The reason I chose Chamber Magic as one of the few Luminato shows to review this year was that it promised to be simply enjoyable in a way that most of the over-lofty festival fare isn’t. I was totally down to sit in my mandatory cocktail attire and be amazed by some trickery and a lot of cleverness and- despite the over-crowded, over-heated horribleness of the chosen location in George Brown House- Chamber Magic did turn out to be perfectly pleasant, though not as mesmerizingly clever as I anticipated.
To start off, magician Steve Cohen balances very precariously on the line of defensiveness. When a trick doesn’t go exactly as planned or a chosen audience participant proves a little difficult, the man whose job it is to be ten steps ahead of everyone seems to get a little jumpy and his charm begins to wear thin. This would be fine if the majority of his tricks were up to the standard set by his best one- an old vaudeville game called “Think a Drink” that involves a trick teapot, a well-stocked bar, and (I’m assuming) an extraordinarily well-trained assistant. Terrified of audience participation as I am, this is one show where it pays to get picked on, especially in “Think a Drink”, because those picked and they alone can really verify specifics like Cohen’s claim that the red wine that appeared was really a 2006 Cabernet as demanded in the moment as opposed to written down beforehand. My money is that it was a generic red wine and the specificity was a combination power-of-suggestion mindtrick and gamble that the drinker wasn’t an expert.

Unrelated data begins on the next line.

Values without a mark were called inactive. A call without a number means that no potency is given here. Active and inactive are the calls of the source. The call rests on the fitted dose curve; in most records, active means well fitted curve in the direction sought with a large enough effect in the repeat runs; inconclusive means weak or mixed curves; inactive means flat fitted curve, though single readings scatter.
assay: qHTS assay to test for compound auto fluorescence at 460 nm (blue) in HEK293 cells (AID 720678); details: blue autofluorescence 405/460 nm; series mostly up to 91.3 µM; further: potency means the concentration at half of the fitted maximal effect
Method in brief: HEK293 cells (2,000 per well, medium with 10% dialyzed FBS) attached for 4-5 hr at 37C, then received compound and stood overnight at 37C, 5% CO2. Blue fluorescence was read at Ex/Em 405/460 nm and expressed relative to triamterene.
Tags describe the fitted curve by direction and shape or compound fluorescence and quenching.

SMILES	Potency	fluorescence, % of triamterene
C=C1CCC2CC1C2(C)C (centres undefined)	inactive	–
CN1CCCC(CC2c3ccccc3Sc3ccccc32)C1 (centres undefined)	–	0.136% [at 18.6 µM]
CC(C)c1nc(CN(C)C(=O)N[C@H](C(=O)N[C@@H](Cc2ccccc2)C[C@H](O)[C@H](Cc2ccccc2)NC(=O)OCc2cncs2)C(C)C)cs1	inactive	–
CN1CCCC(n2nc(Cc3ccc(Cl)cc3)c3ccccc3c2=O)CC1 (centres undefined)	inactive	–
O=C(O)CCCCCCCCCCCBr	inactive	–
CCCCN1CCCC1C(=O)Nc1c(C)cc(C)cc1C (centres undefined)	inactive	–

Clearly a skeptic, I spent most of my time dissecting the scenario and trying to guess the tricks. Beyond the brilliance of how each drink (written or otherwise) managed to get into the multi-compartment pot, there were few that I couldn’t at least start to see the mechanism behind, leading me to believe that someone smarter than me would see through Cohen almost instantly. Yes, I know that such skepticism inherently robs me of the possibility of really enjoying such a show, and yes, I know that I’m ruining it for myself and others by being such a stick in the mud. But I like to be amazed, especially when someone is billed as brilliant and brought in specially for the occasion (Cohen’s American specificity showed to the point of limiting his act a bit in front of a Canadian audience. This got me thinking about why Luminato sought him out instead of finding a Canadian of similar talent, something that annoyed me more the more I thought about it). I want my expectations surpassed; I want someone who can make me believe. Cohen did entertain me, but the only thing he made me believe was that he’s well-practiced and owns one truly special teapot.